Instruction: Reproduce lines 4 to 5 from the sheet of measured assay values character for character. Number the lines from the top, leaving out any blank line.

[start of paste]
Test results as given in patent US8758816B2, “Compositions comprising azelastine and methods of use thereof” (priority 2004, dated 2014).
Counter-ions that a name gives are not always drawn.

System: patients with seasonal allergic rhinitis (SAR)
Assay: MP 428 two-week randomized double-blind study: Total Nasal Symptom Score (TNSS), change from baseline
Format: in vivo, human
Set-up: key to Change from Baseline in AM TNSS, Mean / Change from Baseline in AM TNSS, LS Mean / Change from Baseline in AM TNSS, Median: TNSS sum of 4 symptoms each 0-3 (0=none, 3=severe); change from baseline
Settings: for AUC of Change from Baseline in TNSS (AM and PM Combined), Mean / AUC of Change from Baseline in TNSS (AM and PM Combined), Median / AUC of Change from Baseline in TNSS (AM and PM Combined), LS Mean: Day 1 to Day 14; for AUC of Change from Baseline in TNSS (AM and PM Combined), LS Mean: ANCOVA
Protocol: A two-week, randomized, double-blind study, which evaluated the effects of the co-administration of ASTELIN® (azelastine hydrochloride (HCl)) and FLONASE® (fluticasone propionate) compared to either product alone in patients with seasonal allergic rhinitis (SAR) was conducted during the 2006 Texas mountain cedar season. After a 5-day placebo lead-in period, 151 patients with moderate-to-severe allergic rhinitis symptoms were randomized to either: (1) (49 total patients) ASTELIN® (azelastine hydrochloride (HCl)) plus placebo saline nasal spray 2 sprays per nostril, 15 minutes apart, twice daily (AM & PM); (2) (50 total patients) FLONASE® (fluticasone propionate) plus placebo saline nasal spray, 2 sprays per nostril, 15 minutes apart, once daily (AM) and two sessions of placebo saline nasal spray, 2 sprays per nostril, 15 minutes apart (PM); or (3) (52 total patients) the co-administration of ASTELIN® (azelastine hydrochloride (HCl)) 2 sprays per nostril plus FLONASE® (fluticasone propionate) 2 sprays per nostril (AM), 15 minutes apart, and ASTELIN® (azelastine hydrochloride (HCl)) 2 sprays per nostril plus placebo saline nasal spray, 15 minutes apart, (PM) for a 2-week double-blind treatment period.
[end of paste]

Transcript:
Assay: MP 428 two-week randomized double-blind study: Total Nasal Symptom Score (TNSS), change from baseline
Format: in vivo, human